The SURVIVOR Project

Read the true stories of sexual assault and abuse survivors, paired with their portraits. As told by the survivors and transcribed by Arnold, survivors take a stand to voice what they have gone through in hopes of others never having to go through it themselves.

Susan Arnold presents her second published work, The SURVIVOR Project.

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ABOUT

20180714_163313I’m Susan Arnold and I’m a twenty-something Michigan based photographer.

I started doing photography seriously in 2013 but began taking photos in 2006 when I got my first camera as a birthday present. I graduated from Northern Michigan University with a bachelor’s in science in photography in May 2019.

I focus on multiple types of photography, primarily portraiture and landscape. If you book with me, I offer competitive prices for on-location shoots (I will travel if you need me to).

I hope you enjoy scrolling through my views of the world.

 

You can find me on social media here:

http://instagram.com/susanarnold_

https://www.facebook.com/sarnoldphotography/

BOOKINGS

Senior Sessions – $125

  • 2 hours
  • 3 outfit changes
  • photos edited without manipulation
  • all rights go to you

Engagement Sessions – $250*

  • 3 hours
  • 3 outfit changes
  • photos edited without manipulation
  • all rights go to you

*depending on how long of a commute, travel fees will be added on to the price

Elopement/Courthouse Weddings – $300

  • 3 hours
  • shooting on location
  • 3 outfit changes
  • photos edited without manipulation
  • all rights go to you

Weddings – $1500*

  • all day
  • shooting on location
  • a meeting beforehand to discuss what you want for your special day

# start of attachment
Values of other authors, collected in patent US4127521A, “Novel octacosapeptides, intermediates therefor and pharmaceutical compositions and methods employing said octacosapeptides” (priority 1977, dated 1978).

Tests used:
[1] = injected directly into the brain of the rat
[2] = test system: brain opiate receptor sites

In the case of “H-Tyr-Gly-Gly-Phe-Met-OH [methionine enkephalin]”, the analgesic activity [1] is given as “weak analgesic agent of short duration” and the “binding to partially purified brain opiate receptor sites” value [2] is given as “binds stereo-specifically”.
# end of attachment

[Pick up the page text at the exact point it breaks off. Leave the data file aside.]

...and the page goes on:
• photos edited without manipulation
  • all rights go to you

*depending on how long of a commute, travel fees will be added on to the price

 

 

Photobooks are available upon request. There will be extra fees.

 

Turnaround for editing is typically a 7-10 business days. Longer if including a photobook.

Notes: ISO, Shutter Speed & Aperture!

Exposure

-exposure controls how light and/or dark an image is
-it’s the mixture of all three pillars of photography: ISO, shutter speed and aperture

ISO
-iso is the level of sensitivity of camera to available light
-the lower the level, the less sensitive, the higher= more sensitive
-base iso is the lowest iso number of the sensor, that can produce the highest image quality, without adding noise to the image. Ranges:100-200 (base iso), 400, 800, 1600, 3200, 6400. Each step in between doubles sensitivity
-With increased sensitivity, there can be more graining

Shutter Speed

-shutter speed is the amount of time the shutter is open
-it’s measured in seconds and fractions of seconds
-slow shutter speeds require tripods and cause blurriness to moving objects
-want a fast shutter speed for taking pictures of sports or flying birds etc.
-want a slow shutter speed if you want to capture paint drying, or a snail moving, stuff like that

Aperture
-aperture is the hole in the lens that lets light into the camera body (the pupil of your eye is the aperture of photography)
-adds dimension by blurring background and bringing subject into focus or makes everything in focus
-diaphragm: stops or blocks light, with the exception of the light that goes through the aperture
-expressed in f-numbers, which are described as f-stops